If you don’t love it, stay anyway

By BRYAN DAVIS EDITOR,

Back in 2006, I managed to score tickets to a Bob Dylan concert at the Jackson Coliseum.

At the time, the poet laureate of Rock & Roll was touring with Merle Haggard.

This was at the height of the Iraq war, which was quite a divisive issue throughout my college years.

Some favored America’s intervention in the region post-9/11, and some did not.

Haggard got a roaring applause when he broke into his hit, Fightin’ Side of Me, but when he reached the line “If you don’t love it, leave it,” his band went silent for about 10 seconds, and he picked back up on the next line.

Prior to his death, Haggard expressed misgivings about that line, not because he had changed his political views drastically, but because he came to understand that while Americans may not always agree on politics, everyone is free to have an opinion.

He pocketed his pride, and that lyric, to let folks know they were free to object to Operation Iraqi Freedom without being told to pack up and take their carcass to Canada.

This past weekend, President Donald Trump echoed the original version of Haggard’s classic while targeting a group of congresswomen.

He suggested that they leave, even going so far to say they should go back where they “came from,” despite the fact that most were born in the United States.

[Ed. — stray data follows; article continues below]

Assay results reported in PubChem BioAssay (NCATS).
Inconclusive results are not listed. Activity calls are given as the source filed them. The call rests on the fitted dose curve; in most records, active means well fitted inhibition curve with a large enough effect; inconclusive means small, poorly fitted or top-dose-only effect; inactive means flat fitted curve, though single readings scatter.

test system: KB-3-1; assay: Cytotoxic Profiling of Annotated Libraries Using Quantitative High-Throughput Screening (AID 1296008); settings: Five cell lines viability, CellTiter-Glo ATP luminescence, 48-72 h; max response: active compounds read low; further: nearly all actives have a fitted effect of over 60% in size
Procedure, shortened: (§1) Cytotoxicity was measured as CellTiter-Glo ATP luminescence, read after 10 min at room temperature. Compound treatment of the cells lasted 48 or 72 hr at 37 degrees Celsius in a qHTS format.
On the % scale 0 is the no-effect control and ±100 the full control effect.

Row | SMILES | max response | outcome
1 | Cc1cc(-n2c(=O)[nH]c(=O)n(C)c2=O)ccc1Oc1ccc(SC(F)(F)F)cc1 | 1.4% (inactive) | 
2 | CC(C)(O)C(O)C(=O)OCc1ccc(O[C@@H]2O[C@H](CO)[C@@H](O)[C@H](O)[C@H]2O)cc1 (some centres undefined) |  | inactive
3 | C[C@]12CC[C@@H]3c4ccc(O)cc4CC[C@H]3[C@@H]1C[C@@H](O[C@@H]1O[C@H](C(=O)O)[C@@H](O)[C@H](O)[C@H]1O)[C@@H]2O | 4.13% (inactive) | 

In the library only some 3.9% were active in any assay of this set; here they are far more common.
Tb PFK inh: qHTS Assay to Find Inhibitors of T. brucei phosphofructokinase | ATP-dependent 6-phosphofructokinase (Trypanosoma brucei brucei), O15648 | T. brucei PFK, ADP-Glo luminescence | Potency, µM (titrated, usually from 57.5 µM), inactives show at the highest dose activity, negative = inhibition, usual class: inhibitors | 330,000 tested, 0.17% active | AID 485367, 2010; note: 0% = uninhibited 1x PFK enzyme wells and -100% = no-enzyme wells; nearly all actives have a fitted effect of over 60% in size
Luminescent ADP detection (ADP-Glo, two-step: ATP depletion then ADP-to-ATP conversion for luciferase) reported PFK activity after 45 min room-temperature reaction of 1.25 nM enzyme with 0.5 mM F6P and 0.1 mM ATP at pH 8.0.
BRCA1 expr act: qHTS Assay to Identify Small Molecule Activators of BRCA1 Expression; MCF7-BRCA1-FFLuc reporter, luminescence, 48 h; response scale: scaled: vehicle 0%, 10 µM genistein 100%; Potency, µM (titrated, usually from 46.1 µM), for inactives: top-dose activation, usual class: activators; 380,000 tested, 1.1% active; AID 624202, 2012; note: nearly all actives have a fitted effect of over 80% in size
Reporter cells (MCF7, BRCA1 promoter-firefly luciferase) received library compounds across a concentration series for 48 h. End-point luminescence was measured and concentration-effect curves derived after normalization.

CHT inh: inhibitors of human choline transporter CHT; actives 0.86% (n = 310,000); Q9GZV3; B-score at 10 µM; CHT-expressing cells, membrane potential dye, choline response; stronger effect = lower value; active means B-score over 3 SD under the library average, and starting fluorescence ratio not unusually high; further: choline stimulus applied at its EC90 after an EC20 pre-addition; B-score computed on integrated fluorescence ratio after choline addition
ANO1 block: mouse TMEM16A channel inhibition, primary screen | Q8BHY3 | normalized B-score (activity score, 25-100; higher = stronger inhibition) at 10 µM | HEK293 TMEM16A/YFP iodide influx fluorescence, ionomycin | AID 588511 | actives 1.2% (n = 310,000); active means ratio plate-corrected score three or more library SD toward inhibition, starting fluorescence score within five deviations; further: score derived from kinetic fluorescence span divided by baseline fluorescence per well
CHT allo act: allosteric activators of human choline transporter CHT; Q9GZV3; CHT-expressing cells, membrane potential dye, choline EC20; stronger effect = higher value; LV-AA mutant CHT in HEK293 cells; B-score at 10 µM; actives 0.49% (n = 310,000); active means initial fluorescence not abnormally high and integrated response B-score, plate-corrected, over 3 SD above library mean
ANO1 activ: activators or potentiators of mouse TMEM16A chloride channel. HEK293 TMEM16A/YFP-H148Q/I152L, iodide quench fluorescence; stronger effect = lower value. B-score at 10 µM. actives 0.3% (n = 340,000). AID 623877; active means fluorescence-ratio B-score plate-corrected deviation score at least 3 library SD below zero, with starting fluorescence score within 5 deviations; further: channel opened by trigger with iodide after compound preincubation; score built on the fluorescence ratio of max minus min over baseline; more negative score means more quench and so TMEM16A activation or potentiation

One of the targets, Alexandria Ocasio-Cortez was born in the United States, but she is actually of Puerto Rican descent. Puerto Rico is an unincorporated U.S. territory, which makes AOC American through and through.

Despite the citizenship issues, Trump stooped pretty low on this one to suggest that any American, much less sitting congresswomen, should leave the country if they do not like current policies.

I personally disagree with just about every policy position AOC and other Democrats in Congress take on a daily basis, but the last thing I want is for them to leave the country.

Having disagreements and debates about policies is what makes America great, which Trump and supporters of his tirade should note if the end goal is to truly make America great again.

This is what separates us from other countries, even ones that have democratic governments.

Free speech is being eroded from the totalitarian wings of both parties.

The notion that there are opinions “too dangerous” for public consumption has led to an equally dangerous and inconsistent enforcement of censorship on online platforms that has targeted multiple conservative commentators.

And then there’s the Trump brand of burning the First Amendment.

I’m not one of those who get overly bent out of shape about his comments regarding the media. Saying CNN or Fox News are dishonest is not a direct attack on the First Amendment, in my opinion.

Trump’s comments toward the congresswomen last weekend, however, are much more damaging. They stifle free thought and discourse at the congressional level, and it gives a pass to everyday Americans who want to discuss politics to shut their opponents down by telling them “If you don’t love it, leave it.”

Merle eventually came to the realization that this tactic is un-American. Hopefully Trump will as well.

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